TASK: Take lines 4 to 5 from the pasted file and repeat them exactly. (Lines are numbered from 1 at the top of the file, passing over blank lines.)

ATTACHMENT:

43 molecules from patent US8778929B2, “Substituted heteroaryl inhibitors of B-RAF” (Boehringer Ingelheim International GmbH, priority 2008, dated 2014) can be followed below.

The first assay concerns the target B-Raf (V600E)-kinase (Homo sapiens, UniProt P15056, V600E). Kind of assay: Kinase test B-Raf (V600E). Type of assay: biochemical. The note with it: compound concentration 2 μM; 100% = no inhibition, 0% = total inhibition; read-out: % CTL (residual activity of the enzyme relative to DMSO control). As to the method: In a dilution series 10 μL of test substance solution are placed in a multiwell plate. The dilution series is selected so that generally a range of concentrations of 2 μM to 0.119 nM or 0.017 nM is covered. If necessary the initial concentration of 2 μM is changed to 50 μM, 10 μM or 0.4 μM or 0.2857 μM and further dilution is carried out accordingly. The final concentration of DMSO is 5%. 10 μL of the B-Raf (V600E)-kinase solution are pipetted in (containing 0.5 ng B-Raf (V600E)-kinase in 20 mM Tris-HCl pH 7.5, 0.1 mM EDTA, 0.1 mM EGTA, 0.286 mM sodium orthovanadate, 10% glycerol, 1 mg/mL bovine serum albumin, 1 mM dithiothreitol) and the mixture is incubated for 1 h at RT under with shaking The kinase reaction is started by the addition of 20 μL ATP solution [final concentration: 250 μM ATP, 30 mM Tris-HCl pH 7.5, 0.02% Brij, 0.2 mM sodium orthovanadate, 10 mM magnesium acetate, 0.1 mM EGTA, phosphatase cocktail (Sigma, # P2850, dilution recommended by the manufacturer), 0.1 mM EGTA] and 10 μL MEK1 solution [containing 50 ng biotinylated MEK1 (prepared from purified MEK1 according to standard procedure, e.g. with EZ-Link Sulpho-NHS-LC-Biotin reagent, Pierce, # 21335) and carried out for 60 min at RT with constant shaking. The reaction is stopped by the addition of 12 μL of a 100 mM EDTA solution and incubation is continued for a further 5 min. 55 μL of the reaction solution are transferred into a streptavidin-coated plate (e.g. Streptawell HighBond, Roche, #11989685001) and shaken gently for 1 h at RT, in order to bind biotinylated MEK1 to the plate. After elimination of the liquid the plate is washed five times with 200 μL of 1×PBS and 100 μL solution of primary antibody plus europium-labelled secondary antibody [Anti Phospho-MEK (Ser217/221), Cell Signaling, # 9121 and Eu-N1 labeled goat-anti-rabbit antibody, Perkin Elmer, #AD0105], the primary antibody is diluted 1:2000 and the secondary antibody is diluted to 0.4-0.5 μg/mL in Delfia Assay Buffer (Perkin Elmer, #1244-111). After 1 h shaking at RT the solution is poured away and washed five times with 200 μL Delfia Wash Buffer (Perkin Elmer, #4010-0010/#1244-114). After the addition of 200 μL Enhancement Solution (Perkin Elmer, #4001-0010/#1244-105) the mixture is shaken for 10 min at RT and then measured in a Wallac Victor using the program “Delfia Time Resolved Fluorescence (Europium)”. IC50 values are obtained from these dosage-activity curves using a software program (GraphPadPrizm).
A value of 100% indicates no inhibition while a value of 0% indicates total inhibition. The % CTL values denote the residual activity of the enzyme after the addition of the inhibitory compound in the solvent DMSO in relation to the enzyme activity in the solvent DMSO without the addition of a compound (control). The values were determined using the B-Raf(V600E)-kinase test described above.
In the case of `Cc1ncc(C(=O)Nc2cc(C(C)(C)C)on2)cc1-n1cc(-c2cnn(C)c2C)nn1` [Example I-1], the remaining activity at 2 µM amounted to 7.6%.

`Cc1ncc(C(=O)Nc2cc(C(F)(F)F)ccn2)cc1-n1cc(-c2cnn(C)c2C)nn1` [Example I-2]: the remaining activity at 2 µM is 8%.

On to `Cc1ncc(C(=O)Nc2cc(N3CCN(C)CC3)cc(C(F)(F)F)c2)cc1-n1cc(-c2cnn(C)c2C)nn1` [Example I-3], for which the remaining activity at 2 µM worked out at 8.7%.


In the case of `Cc1ncc(C(=O)Nc2cc(C(C)(C)C)on2)cc1-n1cc(-c2cnn(C)c2C)nn1` [Example I-1], the remaining activity at 2 µM amounted to 7.6%.

`Cc1ncc(C(=O)Nc2cc(C(F)(F)F)ccn2)cc1-n1cc(-c2cnn(C)c2C)nn1` [Example I-2]: the remaining activity at 2 µM is 8%.